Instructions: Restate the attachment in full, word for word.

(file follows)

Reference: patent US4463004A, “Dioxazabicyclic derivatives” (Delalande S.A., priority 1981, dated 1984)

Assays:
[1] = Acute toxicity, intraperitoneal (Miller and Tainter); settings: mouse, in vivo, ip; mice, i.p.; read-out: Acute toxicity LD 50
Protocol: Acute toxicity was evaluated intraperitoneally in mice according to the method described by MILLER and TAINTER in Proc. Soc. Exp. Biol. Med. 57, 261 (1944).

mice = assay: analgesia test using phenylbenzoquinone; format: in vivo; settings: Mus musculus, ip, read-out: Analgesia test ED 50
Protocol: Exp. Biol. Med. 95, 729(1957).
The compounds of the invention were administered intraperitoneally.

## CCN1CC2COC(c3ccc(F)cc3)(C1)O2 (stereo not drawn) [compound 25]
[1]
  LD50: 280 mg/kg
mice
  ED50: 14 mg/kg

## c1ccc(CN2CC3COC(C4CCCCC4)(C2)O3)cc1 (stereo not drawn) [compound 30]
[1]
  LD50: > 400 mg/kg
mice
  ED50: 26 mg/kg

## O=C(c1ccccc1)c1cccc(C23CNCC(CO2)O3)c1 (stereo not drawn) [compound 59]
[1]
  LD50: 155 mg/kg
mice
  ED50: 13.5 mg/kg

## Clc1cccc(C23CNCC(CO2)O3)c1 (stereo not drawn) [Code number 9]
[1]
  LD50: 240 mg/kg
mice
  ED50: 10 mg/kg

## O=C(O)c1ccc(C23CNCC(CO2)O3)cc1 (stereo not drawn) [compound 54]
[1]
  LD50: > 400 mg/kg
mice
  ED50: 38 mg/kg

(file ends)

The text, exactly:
Reference: patent US4463004A, “Dioxazabicyclic derivatives” (Delalande S.A., priority 1981, dated 1984)

Assays:
[1] = Acute toxicity, intraperitoneal (Miller and Tainter); settings: mouse, in vivo, ip; mice, i.p.; read-out: Acute toxicity LD 50
Protocol: Acute toxicity was evaluated intraperitoneally in mice according to the method described by MILLER and TAINTER in Proc. Soc. Exp. Biol. Med. 57, 261 (1944).

mice = assay: analgesia test using phenylbenzoquinone; format: in vivo; settings: Mus musculus, ip, read-out: Analgesia test ED 50
Protocol: Exp. Biol. Med. 95, 729(1957).
The compounds of the invention were administered intraperitoneally.

## CCN1CC2COC(c3ccc(F)cc3)(C1)O2 (stereo not drawn) [compound 25]
[1]
  LD50: 280 mg/kg
mice
  ED50: 14 mg/kg

## c1ccc(CN2CC3COC(C4CCCCC4)(C2)O3)cc1 (stereo not drawn) [compound 30]
[1]
  LD50: > 400 mg/kg
mice
  ED50: 26 mg/kg

## O=C(c1ccccc1)c1cccc(C23CNCC(CO2)O3)c1 (stereo not drawn) [compound 59]
[1]
  LD50: 155 mg/kg
mice
  ED50: 13.5 mg/kg

## Clc1cccc(C23CNCC(CO2)O3)c1 (stereo not drawn) [Code number 9]
[1]
  LD50: 240 mg/kg
mice
  ED50: 10 mg/kg

## O=C(O)c1ccc(C23CNCC(CO2)O3)cc1 (stereo not drawn) [compound 54]
[1]
  LD50: > 400 mg/kg
mice
  ED50: 38 mg/kg